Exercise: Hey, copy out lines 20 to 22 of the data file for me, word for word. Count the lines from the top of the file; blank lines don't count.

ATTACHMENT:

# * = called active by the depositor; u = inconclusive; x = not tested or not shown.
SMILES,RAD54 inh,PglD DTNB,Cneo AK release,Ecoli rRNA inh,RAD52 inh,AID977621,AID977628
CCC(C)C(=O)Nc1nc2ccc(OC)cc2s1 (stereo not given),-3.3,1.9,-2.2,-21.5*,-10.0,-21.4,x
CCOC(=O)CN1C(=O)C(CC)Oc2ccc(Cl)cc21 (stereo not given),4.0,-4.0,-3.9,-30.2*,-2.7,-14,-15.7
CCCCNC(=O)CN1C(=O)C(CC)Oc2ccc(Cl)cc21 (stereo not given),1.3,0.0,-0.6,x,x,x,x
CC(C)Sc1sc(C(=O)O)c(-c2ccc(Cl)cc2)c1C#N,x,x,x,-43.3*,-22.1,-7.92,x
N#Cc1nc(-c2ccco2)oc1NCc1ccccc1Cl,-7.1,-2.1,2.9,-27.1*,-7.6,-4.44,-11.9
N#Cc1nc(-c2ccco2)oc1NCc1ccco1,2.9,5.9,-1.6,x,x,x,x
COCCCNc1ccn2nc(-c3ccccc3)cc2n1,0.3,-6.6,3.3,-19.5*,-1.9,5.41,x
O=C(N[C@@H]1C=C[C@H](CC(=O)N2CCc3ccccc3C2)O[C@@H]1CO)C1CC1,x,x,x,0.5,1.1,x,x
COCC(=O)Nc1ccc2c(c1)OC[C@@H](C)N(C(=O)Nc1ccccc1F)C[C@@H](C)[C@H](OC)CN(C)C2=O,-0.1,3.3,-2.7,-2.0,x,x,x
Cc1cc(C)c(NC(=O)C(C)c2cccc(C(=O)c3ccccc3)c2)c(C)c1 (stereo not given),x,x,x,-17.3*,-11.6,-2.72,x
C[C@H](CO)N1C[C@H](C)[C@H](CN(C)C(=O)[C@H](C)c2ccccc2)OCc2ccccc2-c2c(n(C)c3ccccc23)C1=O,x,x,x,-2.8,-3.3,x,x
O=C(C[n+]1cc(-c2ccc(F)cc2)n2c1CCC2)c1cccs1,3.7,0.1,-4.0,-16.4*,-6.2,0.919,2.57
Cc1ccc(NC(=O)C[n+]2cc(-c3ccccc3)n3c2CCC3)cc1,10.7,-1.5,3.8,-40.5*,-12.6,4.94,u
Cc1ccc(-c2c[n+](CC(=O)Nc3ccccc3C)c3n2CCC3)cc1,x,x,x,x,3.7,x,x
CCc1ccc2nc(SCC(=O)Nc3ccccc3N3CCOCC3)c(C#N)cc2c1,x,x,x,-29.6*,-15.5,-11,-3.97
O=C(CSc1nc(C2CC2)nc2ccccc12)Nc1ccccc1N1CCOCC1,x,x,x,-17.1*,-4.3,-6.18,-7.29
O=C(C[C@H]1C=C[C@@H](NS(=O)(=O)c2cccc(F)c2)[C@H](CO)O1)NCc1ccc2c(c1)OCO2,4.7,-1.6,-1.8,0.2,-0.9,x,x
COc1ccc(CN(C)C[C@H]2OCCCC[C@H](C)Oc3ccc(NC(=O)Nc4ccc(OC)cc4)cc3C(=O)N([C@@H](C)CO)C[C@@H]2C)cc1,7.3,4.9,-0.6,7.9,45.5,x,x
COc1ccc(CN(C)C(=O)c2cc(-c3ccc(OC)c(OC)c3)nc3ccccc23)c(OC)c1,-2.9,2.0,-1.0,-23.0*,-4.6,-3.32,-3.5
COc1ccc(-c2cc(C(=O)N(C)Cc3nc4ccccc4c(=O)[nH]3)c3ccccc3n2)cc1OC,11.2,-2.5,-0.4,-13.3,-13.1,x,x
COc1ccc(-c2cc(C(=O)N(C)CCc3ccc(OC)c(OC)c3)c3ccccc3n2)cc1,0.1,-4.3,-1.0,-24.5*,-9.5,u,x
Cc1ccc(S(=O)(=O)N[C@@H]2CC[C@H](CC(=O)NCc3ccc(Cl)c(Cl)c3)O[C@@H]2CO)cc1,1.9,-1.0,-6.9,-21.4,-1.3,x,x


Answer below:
COc1ccc(CN(C)C[C@H]2OCCCC[C@H](C)Oc3ccc(NC(=O)Nc4ccc(OC)cc4)cc3C(=O)N([C@@H](C)CO)C[C@@H]2C)cc1,7.3,4.9,-0.6,7.9,45.5,x,x
COc1ccc(CN(C)C(=O)c2cc(-c3ccc(OC)c(OC)c3)nc3ccccc23)c(OC)c1,-2.9,2.0,-1.0,-23.0*,-4.6,-3.32,-3.5
COc1ccc(-c2cc(C(=O)N(C)Cc3nc4ccccc4c(=O)[nH]3)c3ccccc3n2)cc1OC,11.2,-2.5,-0.4,-13.3,-13.1,x,x